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Accounting for Uncollectible Amounts

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Accounting for uncollectible accounts using the allowance and direct write-off methods, and reporting receivables on the balance sheet

On August 31, 2012, Daisy Floral Supply had a $155,000 debit balance in Accounts receivable and a $6,200 credit balance in Allowance for uncollectible accounts. During September, Daisy made
- sales on account: $590,000.
- collections on account: $627,000.
- write-offs of uncollectible receivables: $7,000.

1. Journalize all September entries using the allowance method. Uncollectible account expense was estimated at 3% of credit sales. Show all September activity in Accounts receivable, Allowance for uncollectible accounts, and Uncollectible account expense (post to these T-accounts).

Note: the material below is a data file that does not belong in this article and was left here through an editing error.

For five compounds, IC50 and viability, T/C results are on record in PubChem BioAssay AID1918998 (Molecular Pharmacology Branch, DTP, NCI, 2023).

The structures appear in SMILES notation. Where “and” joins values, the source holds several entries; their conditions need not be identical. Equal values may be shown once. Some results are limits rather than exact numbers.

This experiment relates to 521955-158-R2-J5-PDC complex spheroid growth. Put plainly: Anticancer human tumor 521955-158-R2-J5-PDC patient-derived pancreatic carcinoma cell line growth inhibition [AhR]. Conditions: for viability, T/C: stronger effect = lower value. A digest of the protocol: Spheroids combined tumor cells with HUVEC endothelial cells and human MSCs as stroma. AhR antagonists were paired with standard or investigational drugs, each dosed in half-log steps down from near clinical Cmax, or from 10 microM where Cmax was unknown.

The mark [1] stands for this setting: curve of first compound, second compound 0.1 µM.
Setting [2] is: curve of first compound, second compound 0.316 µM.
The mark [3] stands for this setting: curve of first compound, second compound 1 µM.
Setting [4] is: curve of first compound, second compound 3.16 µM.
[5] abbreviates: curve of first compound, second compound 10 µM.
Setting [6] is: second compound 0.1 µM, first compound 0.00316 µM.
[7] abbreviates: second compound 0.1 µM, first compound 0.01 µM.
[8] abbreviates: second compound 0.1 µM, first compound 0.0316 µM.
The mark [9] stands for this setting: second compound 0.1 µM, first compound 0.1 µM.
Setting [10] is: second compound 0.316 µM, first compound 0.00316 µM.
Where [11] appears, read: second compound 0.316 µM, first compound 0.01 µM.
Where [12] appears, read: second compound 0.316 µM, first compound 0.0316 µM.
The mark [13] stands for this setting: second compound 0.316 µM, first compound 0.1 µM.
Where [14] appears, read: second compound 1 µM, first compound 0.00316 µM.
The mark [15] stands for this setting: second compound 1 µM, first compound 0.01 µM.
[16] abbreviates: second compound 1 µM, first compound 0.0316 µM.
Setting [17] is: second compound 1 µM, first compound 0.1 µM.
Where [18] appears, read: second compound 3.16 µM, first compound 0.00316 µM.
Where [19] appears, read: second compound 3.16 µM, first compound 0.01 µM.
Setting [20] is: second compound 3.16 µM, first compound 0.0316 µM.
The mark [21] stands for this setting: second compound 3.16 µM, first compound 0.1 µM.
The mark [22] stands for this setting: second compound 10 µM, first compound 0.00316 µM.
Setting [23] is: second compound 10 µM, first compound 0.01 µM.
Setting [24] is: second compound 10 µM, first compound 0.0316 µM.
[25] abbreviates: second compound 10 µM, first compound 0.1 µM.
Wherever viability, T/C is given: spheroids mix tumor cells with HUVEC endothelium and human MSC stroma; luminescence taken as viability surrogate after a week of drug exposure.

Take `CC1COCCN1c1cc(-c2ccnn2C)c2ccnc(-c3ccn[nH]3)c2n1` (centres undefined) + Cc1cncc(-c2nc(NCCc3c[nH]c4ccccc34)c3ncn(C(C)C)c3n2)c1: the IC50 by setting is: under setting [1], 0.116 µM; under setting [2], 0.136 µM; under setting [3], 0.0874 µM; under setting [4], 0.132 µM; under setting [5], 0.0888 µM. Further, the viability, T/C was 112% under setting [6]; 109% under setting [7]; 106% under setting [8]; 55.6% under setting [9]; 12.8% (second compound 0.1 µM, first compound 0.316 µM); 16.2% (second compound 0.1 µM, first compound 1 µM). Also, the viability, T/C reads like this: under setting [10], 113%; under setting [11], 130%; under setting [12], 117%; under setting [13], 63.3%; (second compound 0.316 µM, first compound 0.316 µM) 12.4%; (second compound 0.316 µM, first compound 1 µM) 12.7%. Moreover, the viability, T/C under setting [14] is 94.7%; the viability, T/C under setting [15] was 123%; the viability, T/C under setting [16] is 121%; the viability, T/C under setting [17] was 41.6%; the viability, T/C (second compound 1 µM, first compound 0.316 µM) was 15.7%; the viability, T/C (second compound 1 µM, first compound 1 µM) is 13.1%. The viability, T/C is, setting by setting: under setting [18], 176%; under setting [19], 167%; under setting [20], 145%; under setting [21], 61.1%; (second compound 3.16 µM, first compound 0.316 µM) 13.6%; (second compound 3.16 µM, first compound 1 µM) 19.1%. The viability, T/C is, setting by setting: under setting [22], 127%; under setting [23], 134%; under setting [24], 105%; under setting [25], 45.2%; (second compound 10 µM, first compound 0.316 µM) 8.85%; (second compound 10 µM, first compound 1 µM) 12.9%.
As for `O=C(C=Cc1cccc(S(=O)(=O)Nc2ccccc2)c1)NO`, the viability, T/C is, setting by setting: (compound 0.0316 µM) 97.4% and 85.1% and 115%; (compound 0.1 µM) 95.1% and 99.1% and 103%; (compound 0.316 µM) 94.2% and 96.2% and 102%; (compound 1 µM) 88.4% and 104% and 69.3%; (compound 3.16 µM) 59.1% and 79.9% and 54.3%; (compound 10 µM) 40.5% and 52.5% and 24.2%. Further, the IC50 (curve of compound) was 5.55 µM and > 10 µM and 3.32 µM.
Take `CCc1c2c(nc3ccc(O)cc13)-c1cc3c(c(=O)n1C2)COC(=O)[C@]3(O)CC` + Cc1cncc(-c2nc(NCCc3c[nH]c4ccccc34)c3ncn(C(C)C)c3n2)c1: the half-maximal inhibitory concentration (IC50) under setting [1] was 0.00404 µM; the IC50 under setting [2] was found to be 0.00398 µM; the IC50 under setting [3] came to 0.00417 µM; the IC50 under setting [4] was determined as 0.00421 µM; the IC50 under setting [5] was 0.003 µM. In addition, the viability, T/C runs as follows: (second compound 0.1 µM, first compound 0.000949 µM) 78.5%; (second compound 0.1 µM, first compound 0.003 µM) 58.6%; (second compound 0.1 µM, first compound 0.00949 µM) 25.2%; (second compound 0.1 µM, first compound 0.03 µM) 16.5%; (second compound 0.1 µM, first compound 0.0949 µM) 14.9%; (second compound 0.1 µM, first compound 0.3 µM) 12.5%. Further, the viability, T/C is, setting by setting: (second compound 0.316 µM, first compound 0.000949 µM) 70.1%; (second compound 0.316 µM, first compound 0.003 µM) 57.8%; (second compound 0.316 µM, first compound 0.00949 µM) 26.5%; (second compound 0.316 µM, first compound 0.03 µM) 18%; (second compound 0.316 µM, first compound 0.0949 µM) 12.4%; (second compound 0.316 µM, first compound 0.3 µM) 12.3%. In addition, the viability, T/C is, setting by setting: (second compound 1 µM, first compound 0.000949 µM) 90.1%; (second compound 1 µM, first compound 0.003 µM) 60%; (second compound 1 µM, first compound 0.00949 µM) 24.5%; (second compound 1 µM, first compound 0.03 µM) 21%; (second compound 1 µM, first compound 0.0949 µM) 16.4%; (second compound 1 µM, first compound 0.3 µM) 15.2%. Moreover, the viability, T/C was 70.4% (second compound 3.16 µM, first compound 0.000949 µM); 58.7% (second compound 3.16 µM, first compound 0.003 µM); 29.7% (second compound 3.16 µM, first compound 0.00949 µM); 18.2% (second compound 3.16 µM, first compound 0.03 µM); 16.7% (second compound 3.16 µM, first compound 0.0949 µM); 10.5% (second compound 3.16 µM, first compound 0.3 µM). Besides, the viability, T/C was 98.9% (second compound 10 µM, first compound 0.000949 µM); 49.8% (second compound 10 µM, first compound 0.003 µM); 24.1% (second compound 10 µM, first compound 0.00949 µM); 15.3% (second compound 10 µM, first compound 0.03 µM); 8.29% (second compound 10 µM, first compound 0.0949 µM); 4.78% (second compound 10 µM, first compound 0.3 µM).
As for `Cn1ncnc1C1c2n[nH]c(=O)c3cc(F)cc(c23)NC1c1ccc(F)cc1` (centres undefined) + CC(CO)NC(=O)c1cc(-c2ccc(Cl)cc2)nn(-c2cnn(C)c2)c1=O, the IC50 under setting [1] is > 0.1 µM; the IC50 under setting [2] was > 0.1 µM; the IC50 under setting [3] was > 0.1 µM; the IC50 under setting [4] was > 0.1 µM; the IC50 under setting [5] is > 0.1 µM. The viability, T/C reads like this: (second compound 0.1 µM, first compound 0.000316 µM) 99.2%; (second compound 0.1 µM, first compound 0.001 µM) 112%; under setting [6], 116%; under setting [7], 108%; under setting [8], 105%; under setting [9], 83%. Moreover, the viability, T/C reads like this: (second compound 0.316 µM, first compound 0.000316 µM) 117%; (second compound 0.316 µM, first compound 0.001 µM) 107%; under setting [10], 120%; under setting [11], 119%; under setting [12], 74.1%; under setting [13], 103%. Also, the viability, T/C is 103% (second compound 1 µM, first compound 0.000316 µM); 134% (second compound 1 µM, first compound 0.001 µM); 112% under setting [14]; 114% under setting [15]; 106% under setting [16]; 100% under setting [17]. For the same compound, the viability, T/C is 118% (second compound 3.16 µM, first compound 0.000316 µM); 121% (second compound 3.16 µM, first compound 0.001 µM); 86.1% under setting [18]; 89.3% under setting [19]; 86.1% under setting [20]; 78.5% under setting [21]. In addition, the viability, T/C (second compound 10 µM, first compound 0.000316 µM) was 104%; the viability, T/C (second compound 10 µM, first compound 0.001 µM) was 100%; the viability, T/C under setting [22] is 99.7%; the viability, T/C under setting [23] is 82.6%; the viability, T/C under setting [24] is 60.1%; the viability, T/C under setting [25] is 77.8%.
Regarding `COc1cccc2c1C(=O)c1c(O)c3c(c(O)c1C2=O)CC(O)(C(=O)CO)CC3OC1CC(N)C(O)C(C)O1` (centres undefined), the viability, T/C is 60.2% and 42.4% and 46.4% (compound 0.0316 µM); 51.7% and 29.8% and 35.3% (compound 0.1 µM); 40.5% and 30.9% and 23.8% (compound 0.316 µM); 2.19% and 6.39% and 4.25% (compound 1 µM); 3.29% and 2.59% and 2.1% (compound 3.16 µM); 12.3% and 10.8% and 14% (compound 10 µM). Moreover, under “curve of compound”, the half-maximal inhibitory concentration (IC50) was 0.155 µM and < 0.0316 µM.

2. Using the same facts, assume instead that Daisy used the direct write-off method to account for uncollectible receivables. Journalize all September entries using the direct write-off method. Post to Accounts receivable and Uncollectible account expense and show their balances at September 30, 2012.
3. What amount of uncollectible account expense would Daisy report on its September income statement under each of the two methods? Which amount better matches expense with revenue? Give your reason.
4. What amount of net accounts receivable would Daisy report on its September 30, 2012 balance sheet under each of the two methods? Which amount is more realistic? Give your reason.

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The expert examines accounting for Uncollectible amounts.

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